Such a tumultuous upsurge in the world of music could not fail to affect the life of the British capital, and in the late 1950’s in London has greatly increased the number of nightclubs. In Soho, the city’s main shopping and entertainment district, more than a dozen clubs sprang up over an area of two and a half square kilometers, some of which we’ll run through in a moment.
Flamingo | 1952 – 1967.
The legendary Flamingo Club was founded by London businessman and jazz fan Jeffrey Krueger. In 1952 he opened a place called Jazz in Mapleton as part of a restaurant on Coventry Street that was positioned as a very respectable establishment with quality music and a dress code (men had to come in ties). The club got its final name – Flamingo – from a popular 1941 jazz composition of the same name, which was often played in the club. Flamingo’s high reputation attracted even foreign stars: in the mid-1950s American jazz legends Billie Holiday, Ella Fitzgerald and Sarah Vaughn shone on its stage.
In ’57 the club moved to Wardor Street, and two years later it was headed by Rick Gunnell, a former boxer and bouncer who had grown into one of the central figures of the London music industry of those years.
The place quickly became popular with natives of the British colonies and American soldiers from a nearby military base. It was Gunnell who discovered the talent of the now famous British singer and pianist Georgie Phayme, making him a resident of the club along with his band The Blue Flames.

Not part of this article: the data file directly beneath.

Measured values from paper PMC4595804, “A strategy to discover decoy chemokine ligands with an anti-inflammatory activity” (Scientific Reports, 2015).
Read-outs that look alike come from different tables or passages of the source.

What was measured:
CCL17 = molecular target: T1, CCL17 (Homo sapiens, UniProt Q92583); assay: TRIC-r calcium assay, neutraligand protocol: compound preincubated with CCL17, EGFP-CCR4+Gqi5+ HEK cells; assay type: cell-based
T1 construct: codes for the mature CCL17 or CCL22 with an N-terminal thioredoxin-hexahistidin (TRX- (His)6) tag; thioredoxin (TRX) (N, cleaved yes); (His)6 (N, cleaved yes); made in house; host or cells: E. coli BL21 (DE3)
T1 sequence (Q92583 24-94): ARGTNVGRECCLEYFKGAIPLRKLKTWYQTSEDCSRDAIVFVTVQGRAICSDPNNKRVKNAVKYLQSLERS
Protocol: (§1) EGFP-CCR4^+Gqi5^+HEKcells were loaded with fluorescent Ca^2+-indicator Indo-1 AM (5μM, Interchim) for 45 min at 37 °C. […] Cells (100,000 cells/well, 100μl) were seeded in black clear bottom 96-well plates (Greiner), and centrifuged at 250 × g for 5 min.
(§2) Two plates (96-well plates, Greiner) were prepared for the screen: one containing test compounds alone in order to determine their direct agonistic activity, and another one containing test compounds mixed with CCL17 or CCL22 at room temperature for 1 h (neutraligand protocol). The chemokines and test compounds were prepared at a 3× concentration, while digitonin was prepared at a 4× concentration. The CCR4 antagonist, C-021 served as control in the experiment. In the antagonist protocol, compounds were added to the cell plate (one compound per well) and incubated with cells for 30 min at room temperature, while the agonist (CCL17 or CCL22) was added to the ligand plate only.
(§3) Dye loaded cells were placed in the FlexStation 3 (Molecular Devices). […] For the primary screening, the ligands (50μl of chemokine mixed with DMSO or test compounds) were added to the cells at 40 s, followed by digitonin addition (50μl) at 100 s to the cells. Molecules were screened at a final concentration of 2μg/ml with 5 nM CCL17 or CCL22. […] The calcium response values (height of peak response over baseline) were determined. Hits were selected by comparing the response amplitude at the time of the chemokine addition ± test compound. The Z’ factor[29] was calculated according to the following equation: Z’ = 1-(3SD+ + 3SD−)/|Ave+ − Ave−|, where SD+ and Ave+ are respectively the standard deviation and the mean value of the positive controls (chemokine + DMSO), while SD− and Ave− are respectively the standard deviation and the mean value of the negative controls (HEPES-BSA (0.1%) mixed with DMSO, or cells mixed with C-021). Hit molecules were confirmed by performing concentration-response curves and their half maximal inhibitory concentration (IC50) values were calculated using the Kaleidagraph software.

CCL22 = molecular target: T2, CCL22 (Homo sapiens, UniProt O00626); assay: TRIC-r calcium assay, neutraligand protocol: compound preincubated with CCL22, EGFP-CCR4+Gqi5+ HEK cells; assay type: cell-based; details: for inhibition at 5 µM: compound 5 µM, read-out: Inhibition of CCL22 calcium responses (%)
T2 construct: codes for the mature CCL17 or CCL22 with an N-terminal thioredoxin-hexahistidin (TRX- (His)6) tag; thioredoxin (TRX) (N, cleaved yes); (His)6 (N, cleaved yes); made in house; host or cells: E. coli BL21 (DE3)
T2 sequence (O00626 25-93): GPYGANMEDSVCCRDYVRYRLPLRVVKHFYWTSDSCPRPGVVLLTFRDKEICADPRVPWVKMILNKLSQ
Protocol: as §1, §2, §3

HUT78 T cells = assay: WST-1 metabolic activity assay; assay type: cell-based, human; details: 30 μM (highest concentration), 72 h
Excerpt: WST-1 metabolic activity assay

Georgie Feim recalls, “There were only a few white people who went to the Flamingo. When I first went there to play, I was pretty freaked out. But once I started playing there regularly, I felt like a fish in water.
The club was a huge hall in the basement of an old house. The ascetic interior consisted of two stages with a balcony, five movie theater seats, a bar, and a hot dog stand.
The Flamingo had no liquor license, but rhythm and blues singer Gino Washington recalls teenagers sneaking in scotch or bourbon, ordering a Coke at the bar and mixing themselves a cocktail. Fights and scuffles were commonplace here.
In the early ’60s the entourage and reputation of the club changed: the institution attracted the best musicians and dancers, but along with them, crooks, drug dealers, gangsters, pimps and girls of easy virtue.